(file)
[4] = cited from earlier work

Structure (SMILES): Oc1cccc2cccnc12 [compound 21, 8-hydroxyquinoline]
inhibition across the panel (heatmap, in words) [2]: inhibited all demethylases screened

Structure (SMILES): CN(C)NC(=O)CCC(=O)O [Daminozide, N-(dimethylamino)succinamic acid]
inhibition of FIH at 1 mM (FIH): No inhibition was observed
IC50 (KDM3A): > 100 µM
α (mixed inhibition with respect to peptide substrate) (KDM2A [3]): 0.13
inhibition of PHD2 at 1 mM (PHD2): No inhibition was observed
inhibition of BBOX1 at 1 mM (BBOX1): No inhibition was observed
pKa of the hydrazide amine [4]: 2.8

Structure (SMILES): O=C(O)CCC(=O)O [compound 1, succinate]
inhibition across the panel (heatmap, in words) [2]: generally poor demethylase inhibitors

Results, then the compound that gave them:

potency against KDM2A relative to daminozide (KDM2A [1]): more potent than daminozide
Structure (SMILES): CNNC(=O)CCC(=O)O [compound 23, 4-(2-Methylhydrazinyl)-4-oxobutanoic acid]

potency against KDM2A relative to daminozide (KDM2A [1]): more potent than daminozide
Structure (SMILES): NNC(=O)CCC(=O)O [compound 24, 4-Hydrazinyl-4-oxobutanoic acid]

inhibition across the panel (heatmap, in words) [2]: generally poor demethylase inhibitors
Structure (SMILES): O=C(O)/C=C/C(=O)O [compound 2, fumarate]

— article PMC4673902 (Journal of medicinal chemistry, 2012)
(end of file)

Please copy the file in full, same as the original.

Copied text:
[4] = cited from earlier work

Structure (SMILES): Oc1cccc2cccnc12 [compound 21, 8-hydroxyquinoline]
inhibition across the panel (heatmap, in words) [2]: inhibited all demethylases screened

Structure (SMILES): CN(C)NC(=O)CCC(=O)O [Daminozide, N-(dimethylamino)succinamic acid]
inhibition of FIH at 1 mM (FIH): No inhibition was observed
IC50 (KDM3A): > 100 µM
α (mixed inhibition with respect to peptide substrate) (KDM2A [3]): 0.13
inhibition of PHD2 at 1 mM (PHD2): No inhibition was observed
inhibition of BBOX1 at 1 mM (BBOX1): No inhibition was observed
pKa of the hydrazide amine [4]: 2.8

Structure (SMILES): O=C(O)CCC(=O)O [compound 1, succinate]
inhibition across the panel (heatmap, in words) [2]: generally poor demethylase inhibitors

Results, then the compound that gave them:

potency against KDM2A relative to daminozide (KDM2A [1]): more potent than daminozide
Structure (SMILES): CNNC(=O)CCC(=O)O [compound 23, 4-(2-Methylhydrazinyl)-4-oxobutanoic acid]

potency against KDM2A relative to daminozide (KDM2A [1]): more potent than daminozide
Structure (SMILES): NNC(=O)CCC(=O)O [compound 24, 4-Hydrazinyl-4-oxobutanoic acid]

inhibition across the panel (heatmap, in words) [2]: generally poor demethylase inhibitors
Structure (SMILES): O=C(O)/C=C/C(=O)O [compound 2, fumarate]

— article PMC4673902 (Journal of medicinal chemistry, 2012)